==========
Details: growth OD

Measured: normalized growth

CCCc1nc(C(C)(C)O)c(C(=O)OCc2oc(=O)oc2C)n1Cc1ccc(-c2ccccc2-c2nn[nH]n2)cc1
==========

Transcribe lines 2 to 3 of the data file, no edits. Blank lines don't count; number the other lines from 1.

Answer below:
Measured: normalized growth

CCCc1nc(C(C)(C)O)c(C(=O)OCc2oc(=O)oc2C)n1Cc1ccc(-c2ccccc2-c2nn[nH]n2)cc1